Food safety is a top priority for the turkey industry, and we take great pride in producing safe, nutritious and delicious food for American consumers.
It is important to remember that bacteria are naturally present in the environment and as a result, raw poultry products may contain bacteria. The only way to remove all bacteria from food and make it safe to eat is through proper cooking. Turkey should never be eaten raw or even “rare.” Cooking turkey to an internal temperature of 165° F, as measured by a food thermometer, is recommended by the U.S. Department of Agriculture and the National Turkey Federation.
Proper storage and handling must occur throughout distribution and preparation to ensure food safety is maintained. As with all fresh products, consumers should wash their hands and cooking utensils thoroughly, avoid cross contamination with other foods, cook food to a proper internal temperature and refrigerate promptly to prevent food safety problems.
These food safety tips will help protect you and your family from foodborne illnesses.
Food Safety Tips
Wash hands with soap vigorously before and after handling raw poultry. Follow the five steps below to wash your hands the right way every time.
Wet your hands with clean, running water (warm or cold), turn off the tap and apply soap.
Lather your hands by rubbing them together with the soap. Be sure to lather the backs of your hands, between your fingers and under your nails.
Scrub your hands for at least 20 seconds. Need a timer? Hum the “Happy Birthday” song from beginning to end twice.
Rinse your hands well under clean, running water.
Dry your hands using a clean towel or air dry them.
Prevent cross-contamination in the kitchen.
Use separate cutting boards for raw meat and poultry and for fruits, vegetables and any other food that does not require cooking.
Carefully clean all cutting boards, countertops and utensils with soap and hot water before and after preparing raw meats.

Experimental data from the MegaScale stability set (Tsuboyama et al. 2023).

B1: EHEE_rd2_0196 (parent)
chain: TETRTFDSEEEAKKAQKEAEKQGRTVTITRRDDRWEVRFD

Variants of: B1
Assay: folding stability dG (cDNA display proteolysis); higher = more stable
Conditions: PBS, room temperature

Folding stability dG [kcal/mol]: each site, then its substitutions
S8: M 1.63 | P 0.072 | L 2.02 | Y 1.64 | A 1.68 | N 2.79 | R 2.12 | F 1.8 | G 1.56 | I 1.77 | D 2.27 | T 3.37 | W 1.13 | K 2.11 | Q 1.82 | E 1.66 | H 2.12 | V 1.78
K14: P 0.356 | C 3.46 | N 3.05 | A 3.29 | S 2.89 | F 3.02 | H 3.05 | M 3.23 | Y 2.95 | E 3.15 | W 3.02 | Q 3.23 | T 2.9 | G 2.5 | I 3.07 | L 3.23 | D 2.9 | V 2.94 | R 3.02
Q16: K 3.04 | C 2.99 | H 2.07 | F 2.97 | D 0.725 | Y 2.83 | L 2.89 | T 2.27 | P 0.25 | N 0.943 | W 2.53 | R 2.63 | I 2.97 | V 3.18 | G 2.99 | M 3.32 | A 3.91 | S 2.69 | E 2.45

Keep raw poultry separate from ready-to-eat foods.
Don’t rinse your turkey!
Cook turkey and all meats immediately after thawing.
Use a meat thermometer to verify that the turkey has reached the safest internal temperature of 165° F.
Temperature should be checked in at least three places: the innermost part of the thigh, the innermost part of the wing and the thickest part of the breast. If you stuffed your turkey, the innermost part of the stuffing should also reach 165° F.
When cooking turkey burgers, use an instant-read food thermometer inserted into several parts of the patty – including the thickest part.
Never place cooked burgers or ground poultry on an unwashed plate that was used for raw patties. Wash food thermometers in-between tests of patties that require additional cooking.
Leftover foods or ready-to-eat foods (hot dogs and sausages) should be cooked until steaming hot.
Refrigerate promptly and properly.
Refrigerate perishable foods within two hours.
Freeze raw turkey that will not be cooked before the “use by date” on the packaging, or within two days of purchase.
Thaw turkey in the refrigerator. Never thaw or marinate foods on the counter.
Once cooked, slice cooked turkey off the bone (you can leave the leg and thigh intact), cover and refrigerate promptly.